The Internet Filter - a forum for polarisation
I found myself groaning at an advert this weekend and grumbling that it was sexist. My horrified son rebuked me - you are not being serious are you? It wasn't as adverts go particularly offensive, it was a kind of homage to Cinderella (cleaner to princess) no doubt perfectly timed to coincide with Disney's latest offering. But I have been swimming in the sea of feminism so I am noticing these things everywhere. It is easy to take a dip, there is an active online community of bloggers, twitters and you-tubers not mention numerous books that are available. Many of these mostly women have very important things to say and it is good to listen to them. It is heartbreaking hearing young girls talk about their experience of relationships, fueled by boys engagement with online pornography; it is sad to hear a teenage girl say "it's a chore to get ready for school" because of the pressure to look a certain way. It is easy to feel angry when girls talk about being called names and spat at by boys. The world begins to look very misogynistic.
However I have two teenage boys and the great privilege that gives me is a window on their world as well. I know the offence that they feel when a margarine advert portrays a group of women ogling a young 'Adonis' type having a swim. I know that issues of self esteem and pressure to look a certain way can be crippling for them too. They can be the victims of harsh 'banter' and feel pressure to act in certain ways. Is the issue sexism or something more complex about adolescence, peer pressure and the media in general?
The danger of being online is we filter the voices that we listen to. Our search history suggests similar searches, similar issues to follow, similar people to ourselves. Rather than becoming broader in our outlook our world shrinks and we begin to blame all the struggles we face on one particular cause, one particular issue, one particular people group. The internet can make us reduce everything into a simple soundbite and reinforce our prejudices. It reinforces victimhood and provides a like-minded support group. The web is a tool that can be used to help us look at a wide range of perspectives, listen to others and imagine ourselves in their shoes but it can become a forum for polarisation not exploration. Often it sacrifices truth for the sake of a simplified pared down argument whilst simultaneously masquerading as expert.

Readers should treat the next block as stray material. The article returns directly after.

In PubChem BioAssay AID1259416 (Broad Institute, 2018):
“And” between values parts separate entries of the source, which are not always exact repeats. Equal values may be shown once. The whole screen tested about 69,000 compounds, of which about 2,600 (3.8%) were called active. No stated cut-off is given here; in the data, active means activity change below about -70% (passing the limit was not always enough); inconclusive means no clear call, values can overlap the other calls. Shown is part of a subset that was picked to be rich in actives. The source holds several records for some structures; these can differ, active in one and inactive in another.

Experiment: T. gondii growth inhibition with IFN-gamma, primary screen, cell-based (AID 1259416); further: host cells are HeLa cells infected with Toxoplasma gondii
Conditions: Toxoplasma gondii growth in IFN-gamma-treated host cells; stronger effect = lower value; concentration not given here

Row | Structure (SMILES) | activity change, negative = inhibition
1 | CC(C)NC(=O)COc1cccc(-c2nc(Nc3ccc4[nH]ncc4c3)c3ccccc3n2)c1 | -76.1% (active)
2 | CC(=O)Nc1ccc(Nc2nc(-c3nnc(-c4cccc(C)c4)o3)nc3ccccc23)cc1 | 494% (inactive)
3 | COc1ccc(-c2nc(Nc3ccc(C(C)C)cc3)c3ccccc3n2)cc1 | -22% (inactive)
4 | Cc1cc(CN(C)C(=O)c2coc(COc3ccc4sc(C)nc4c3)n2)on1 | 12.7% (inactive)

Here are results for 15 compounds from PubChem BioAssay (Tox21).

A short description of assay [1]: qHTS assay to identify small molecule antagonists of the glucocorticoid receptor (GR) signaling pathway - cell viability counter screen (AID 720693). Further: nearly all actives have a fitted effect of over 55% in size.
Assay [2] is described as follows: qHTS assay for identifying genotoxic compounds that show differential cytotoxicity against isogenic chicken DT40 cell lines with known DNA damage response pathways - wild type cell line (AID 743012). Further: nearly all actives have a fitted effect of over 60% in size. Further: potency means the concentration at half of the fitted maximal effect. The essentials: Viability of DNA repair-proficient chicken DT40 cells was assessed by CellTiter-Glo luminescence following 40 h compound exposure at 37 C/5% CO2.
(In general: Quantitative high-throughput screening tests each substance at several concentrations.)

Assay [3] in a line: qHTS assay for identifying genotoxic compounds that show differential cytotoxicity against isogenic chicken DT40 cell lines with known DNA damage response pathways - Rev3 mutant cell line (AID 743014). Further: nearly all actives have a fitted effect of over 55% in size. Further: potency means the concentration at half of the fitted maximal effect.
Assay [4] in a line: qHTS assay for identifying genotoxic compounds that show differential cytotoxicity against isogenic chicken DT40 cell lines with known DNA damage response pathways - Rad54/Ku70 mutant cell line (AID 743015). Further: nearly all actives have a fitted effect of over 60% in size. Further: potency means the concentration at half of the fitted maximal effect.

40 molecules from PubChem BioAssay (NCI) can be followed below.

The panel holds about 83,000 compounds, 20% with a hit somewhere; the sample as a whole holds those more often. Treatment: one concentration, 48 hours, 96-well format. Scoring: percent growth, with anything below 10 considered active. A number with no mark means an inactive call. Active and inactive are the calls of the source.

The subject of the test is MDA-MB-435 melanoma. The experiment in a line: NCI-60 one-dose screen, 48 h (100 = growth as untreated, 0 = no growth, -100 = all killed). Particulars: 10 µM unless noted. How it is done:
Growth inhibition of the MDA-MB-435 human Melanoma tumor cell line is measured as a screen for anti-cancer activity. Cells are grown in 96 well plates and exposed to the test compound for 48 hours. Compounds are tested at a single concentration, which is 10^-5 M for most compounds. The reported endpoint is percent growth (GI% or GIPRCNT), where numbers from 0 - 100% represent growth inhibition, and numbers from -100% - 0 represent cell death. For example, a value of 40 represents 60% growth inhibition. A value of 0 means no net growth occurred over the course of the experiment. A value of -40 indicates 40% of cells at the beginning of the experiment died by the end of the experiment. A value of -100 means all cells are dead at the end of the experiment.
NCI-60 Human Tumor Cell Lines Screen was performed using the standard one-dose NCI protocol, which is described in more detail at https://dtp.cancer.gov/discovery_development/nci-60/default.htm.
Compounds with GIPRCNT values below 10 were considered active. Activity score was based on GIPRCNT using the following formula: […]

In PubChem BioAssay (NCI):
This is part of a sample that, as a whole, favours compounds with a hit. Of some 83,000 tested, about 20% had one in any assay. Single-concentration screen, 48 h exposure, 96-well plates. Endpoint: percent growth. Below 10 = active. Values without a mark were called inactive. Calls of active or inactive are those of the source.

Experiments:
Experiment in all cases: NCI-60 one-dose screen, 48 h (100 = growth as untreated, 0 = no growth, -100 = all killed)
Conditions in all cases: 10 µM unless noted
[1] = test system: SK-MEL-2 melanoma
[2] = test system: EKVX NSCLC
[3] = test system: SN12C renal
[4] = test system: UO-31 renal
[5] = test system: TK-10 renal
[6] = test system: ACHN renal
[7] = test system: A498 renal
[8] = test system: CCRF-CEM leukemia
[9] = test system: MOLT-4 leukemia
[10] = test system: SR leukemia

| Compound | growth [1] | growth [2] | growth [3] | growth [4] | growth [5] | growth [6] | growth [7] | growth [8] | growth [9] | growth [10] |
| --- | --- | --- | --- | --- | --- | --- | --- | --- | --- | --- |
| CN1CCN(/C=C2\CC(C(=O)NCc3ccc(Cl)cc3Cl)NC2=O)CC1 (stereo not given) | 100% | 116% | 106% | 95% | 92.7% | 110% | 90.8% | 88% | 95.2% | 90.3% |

How can we engage with social media and not be deceived? It is increasingly tough. We need to develop on two fronts: we need to know ourselves, we are all capable of being easily led and emotionally manipulated (it is part of being human); we need to develop a healthy caution about what we read, to double check things and listen to alternative viewpoints. I am not saying we shouldn't engage in media - it is part of our world, but as Christians we also need to remember that if we want truth it is found in scripture. If we want to view the world rightly we need to pray to see the world as God sees it. We need to swim in the sea of His Word to view this world rightly. So when you find yourself being angry at an advert ask yourself why!